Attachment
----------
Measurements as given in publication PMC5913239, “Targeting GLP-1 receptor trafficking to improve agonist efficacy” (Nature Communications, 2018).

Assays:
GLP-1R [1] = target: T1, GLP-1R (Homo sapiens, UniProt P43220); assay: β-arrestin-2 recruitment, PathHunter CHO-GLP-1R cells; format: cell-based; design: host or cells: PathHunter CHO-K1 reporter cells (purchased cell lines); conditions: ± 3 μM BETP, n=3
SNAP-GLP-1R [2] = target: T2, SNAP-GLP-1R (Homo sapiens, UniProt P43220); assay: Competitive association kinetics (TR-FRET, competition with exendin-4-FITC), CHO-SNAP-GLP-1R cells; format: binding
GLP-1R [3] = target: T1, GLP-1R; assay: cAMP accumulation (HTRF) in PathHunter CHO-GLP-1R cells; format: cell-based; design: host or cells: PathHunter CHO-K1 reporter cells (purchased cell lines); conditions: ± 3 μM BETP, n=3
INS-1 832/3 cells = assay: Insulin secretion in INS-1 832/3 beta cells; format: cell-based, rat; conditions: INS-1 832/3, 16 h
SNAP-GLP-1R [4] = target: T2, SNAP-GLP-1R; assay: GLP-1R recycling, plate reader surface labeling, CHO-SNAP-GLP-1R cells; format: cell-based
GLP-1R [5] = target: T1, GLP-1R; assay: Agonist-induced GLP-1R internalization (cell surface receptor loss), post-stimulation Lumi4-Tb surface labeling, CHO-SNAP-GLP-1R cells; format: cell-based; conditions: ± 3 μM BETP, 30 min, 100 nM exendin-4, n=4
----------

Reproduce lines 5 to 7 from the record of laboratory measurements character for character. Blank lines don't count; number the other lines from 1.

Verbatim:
GLP-1R [3] = target: T1, GLP-1R; assay: cAMP accumulation (HTRF) in PathHunter CHO-GLP-1R cells; format: cell-based; design: host or cells: PathHunter CHO-K1 reporter cells (purchased cell lines); conditions: ± 3 μM BETP, n=3
INS-1 832/3 cells = assay: Insulin secretion in INS-1 832/3 beta cells; format: cell-based, rat; conditions: INS-1 832/3, 16 h
SNAP-GLP-1R [4] = target: T2, SNAP-GLP-1R; assay: GLP-1R recycling, plate reader surface labeling, CHO-SNAP-GLP-1R cells; format: cell-based